Step 3 is deciding to turn one’s life and will over to God. That certainly sounds like what Christianity teaches. As does this summary of the first 3 steps, as told to me by an A.A. member: I can’t; God can; I’ll let him. So this isn’t really “pull yourself up by your own bootstraps” self-help; this is seeking God’s help to do for us what we find impossible to do, that is, change the way we think, speak and act.

Of course this is easy to say. It is all very well to speak of these concepts but for God to truly win us over, they must be made concrete. Jesus didn’t just speak the truth about letting God take over; he lived the truth of that too. His life showed God’s love in action. He healed the sick, fed the hungry, comforted those who mourned, served even those outside his faith, taught women at a time when that was simply not done and stood up for the poor.

Besides showing God’s love with his words and works, with his lips and with his life, Jesus also demonstrated God’s love with his death. He died for us. Scripture never gives us a detailed description of just how this worked but it uses words like “sacrifice,” “ransom,” “propitiation,” “expiation,” and “redemption.” Basically, Jesus takes upon himself the consequences of our bad choices, of the evil we have done and the evil we have permitted to be done, in order to spare us from suffering what we have incurred.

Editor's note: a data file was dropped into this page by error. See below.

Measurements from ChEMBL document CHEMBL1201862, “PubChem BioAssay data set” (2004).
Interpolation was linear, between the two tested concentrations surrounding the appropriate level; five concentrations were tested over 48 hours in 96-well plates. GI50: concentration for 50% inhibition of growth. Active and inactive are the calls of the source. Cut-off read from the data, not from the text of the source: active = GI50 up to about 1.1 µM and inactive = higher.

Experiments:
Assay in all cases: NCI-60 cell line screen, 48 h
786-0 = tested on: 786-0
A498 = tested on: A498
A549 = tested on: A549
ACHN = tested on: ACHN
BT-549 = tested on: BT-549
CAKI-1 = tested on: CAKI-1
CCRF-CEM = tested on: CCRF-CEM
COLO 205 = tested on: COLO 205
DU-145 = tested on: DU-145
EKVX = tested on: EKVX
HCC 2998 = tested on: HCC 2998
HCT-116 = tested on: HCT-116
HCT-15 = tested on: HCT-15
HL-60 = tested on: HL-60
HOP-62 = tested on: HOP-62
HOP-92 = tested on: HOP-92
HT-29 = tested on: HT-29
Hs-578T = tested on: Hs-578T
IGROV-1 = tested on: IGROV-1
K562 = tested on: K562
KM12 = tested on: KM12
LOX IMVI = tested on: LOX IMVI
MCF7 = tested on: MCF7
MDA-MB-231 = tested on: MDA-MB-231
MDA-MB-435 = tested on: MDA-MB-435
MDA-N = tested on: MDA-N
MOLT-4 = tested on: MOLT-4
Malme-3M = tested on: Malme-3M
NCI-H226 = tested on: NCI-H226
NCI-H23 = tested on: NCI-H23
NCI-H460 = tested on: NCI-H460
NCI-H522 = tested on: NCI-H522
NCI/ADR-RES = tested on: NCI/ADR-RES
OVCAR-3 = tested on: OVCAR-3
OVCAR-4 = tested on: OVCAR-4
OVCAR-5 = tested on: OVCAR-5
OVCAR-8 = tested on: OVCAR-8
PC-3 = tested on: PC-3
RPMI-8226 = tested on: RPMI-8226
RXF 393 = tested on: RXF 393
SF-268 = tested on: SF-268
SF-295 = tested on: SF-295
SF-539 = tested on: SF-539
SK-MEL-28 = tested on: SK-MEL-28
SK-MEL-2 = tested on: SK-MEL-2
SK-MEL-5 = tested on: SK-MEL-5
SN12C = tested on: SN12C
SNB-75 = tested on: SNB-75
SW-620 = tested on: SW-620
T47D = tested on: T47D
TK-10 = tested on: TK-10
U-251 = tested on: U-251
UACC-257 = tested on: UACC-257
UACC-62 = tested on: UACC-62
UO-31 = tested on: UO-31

The consequences of choices usually affect more than the person making the choice. The consequences of a good choice typically benefits others and the consequences of bad choices frequently fall upon the innocent. When you drink and drive, the consequences can affect not only the passengers in your car but also people in any other car you crash into or even pedestrians on the street. But in some cases another person can voluntarily take upon themselves the consequences of another person’s bad choices.